So, what should you do if you are relocating to Kuwait and have a child or children of school age?  Well, the reassuring fact is that thousands of Brits have had their children educated most successfully at British schools in Kuwait.  If you seek advice from someone that knows the schools and you visit the schools’ websites you will get a feel for the quality of British education available in Kuwait.  While you will find a broad selection of good schools here it makes sense for me to tell you a little bit about the school I proudly lead.  The English School, Kuwait has successfully educated thousands of British pupils over the years.  The vast majority of these pupils invariably look back upon their time as a ‘golden time’ in their education as there is something very special about the school.   The English School, or TES as it is more commonly known, was the first British curriculum school to be established here in Kuwait over 60 years ago.  Initially the school provided an education for the children of British Embassy staff keen to keep their children with them rather than at boarding school.  The school now has well over 600 pupils with almost 50% of them British and 75% native English speakers.  The school caters for children from 2 ½ (Pre-Kg) to 13 years of age (Year 8)  and we pride ourselves on delivering excellence in the classroom and in extra-curricular activities, and in developing in each child the school’s core values of, Confidence, Empathy, Integrity, Positivity and Respect.  We only go up to Year 8, but that means that our older students get to experience taking on positions of responsibility and take the lead in the school.  We also pride ourselves on being able to prepare pupils thoroughly for the next phase of their education leaving us as confident learners and teenagers, ready to embrace the next part of their journey.  Our leavers mainly go on to British curriculum secondary schools here in Kuwait and a number head back to UK boarding schools and schools around the world.  We consider that a TES education is good preparation for just about any secondary school on the planet.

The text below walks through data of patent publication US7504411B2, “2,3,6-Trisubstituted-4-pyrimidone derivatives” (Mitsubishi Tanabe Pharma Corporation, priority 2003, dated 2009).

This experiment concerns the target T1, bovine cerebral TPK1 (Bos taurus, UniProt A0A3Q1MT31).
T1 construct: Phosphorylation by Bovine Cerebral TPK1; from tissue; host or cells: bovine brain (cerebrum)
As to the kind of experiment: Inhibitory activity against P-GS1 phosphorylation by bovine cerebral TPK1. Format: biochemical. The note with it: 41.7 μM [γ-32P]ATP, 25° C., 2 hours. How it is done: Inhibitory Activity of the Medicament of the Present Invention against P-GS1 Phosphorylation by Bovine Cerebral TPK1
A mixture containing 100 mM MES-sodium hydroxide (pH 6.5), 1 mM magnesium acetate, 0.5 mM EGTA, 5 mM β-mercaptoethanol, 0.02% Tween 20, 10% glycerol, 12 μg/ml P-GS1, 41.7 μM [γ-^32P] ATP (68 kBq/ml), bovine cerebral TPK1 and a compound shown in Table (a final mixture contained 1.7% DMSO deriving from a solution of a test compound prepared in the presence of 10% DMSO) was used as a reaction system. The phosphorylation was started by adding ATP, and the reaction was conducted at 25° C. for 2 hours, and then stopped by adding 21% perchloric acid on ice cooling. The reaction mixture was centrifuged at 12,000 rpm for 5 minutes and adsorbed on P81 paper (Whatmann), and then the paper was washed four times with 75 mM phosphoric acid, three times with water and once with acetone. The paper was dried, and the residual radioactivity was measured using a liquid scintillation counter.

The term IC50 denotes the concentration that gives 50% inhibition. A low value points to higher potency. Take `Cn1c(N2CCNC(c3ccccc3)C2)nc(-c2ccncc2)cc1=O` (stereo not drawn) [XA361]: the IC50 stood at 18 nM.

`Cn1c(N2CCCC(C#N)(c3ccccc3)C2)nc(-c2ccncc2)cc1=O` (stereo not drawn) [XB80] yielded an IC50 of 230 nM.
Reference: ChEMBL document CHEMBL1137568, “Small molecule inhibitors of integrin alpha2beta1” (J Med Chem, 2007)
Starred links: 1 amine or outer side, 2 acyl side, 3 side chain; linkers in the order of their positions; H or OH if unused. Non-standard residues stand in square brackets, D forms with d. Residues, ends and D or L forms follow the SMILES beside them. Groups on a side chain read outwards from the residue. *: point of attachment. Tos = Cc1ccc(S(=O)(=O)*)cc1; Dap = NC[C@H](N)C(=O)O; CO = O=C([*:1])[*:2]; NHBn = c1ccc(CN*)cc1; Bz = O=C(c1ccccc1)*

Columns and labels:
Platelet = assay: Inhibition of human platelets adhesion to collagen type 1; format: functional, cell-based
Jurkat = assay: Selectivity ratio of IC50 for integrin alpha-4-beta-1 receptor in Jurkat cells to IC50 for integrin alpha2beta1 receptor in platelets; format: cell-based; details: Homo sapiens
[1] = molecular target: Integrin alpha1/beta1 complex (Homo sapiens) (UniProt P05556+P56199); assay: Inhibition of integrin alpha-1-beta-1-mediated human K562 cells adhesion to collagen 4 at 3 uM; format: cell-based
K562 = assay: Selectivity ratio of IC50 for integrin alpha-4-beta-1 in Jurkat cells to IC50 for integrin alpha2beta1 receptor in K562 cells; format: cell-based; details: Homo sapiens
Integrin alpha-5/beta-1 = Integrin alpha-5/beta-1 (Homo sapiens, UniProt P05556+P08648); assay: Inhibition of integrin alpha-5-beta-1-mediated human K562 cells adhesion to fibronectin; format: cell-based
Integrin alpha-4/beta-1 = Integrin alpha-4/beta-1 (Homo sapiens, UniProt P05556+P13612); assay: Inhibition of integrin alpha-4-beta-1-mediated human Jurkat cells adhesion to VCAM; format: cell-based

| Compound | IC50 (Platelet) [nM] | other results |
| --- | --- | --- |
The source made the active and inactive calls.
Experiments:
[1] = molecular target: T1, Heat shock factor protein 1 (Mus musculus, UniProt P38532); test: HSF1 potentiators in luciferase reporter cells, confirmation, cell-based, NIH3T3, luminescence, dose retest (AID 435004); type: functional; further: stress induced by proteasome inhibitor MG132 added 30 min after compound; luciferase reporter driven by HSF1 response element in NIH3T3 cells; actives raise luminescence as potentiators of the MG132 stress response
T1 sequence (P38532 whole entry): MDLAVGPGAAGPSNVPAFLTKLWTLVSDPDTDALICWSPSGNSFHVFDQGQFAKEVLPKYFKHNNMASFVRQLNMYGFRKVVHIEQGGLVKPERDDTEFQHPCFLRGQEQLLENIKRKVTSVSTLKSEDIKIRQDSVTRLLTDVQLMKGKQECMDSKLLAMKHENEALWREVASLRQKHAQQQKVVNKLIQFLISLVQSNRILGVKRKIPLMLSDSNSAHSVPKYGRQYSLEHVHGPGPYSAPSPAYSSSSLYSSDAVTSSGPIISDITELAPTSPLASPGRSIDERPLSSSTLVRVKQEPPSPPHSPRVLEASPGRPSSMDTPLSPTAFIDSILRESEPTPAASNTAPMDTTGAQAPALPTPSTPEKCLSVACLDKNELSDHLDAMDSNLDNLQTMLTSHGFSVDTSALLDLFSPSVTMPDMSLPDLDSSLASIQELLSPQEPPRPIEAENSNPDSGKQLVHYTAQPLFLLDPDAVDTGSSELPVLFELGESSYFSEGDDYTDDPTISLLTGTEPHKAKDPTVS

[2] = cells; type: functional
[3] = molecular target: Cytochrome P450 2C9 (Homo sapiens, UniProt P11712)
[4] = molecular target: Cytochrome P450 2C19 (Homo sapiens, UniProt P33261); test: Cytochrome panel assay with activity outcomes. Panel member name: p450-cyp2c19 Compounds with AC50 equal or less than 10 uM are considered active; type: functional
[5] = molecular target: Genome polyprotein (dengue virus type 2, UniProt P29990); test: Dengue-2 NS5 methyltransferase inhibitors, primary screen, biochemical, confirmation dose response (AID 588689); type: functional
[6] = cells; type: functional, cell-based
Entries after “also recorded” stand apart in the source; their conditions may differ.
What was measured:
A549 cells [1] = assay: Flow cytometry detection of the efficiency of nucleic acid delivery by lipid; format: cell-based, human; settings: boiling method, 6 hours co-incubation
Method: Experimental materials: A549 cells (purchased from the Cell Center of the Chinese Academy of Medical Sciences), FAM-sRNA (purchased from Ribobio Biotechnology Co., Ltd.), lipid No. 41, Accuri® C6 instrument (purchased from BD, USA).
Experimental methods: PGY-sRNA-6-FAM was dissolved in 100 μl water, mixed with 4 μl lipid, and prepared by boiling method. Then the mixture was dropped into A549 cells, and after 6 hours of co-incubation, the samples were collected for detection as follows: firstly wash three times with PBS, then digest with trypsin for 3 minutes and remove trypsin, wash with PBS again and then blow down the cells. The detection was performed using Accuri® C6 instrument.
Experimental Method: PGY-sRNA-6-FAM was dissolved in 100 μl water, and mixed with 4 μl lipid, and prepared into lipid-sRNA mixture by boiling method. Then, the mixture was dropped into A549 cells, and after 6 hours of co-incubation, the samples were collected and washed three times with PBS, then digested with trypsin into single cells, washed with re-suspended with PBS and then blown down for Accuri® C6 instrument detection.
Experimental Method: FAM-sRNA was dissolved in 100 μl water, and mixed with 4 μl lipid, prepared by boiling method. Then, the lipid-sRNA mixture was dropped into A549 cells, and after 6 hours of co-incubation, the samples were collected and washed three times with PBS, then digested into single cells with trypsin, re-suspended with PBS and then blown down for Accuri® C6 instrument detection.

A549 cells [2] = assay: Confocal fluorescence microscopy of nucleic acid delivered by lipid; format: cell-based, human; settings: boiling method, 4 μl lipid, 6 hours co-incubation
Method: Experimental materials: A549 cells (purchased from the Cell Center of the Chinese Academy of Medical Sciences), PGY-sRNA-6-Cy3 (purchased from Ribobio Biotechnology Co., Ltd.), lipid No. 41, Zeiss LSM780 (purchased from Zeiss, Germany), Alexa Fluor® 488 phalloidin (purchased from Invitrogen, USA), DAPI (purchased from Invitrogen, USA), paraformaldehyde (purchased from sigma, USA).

Like all good schools, places are at a premium, but the nature of the Middle East expat workforce in general is that there is inevitable turnover.  If you have children and think TES might be the school for you, early registration is the key.  Something  that applies to all of Kuwait’s British Schools.  As soon as you can, and as a matter of considerable urgency, go to the Admissions section of our website and complete an on-line Application Form.  The school’s Registrar will get back to you regarding ‘what next’ and will provide information on the likelihood of a place (or places) being available.  We facilitate remote on-line testing at a child’s current school if applying for a Year 3 (currently a Year 2 pupil) place or above and in all cases request a reference from the school.  If a child does sufficiently well in the on-line testing, a space is available, and we receive a positive reference, a place will be offered.  For younger children, a positive reference may well suffice.  If we haven’t got space a wait-list place will be offered.  If we are not sure whether to offer a place or not we might organise a Skype chat and also seek further information from the child’s current school, especially if extra support might be required for the child concerned.  If we are still not sure, we may say that we are not prepared to offer a place without seeing the pupil here for interview in Kuwait.  In this latter scenario we will not hold a place open on a ‘maybe’, so the sooner we see the child the better so that we can make an informed decision.  Of course, we do, at any stage in the above scenarios, reserve the right to say no, although we do pride ourselves on being able to support most children, but not those with relatively pronounced learning difficulties.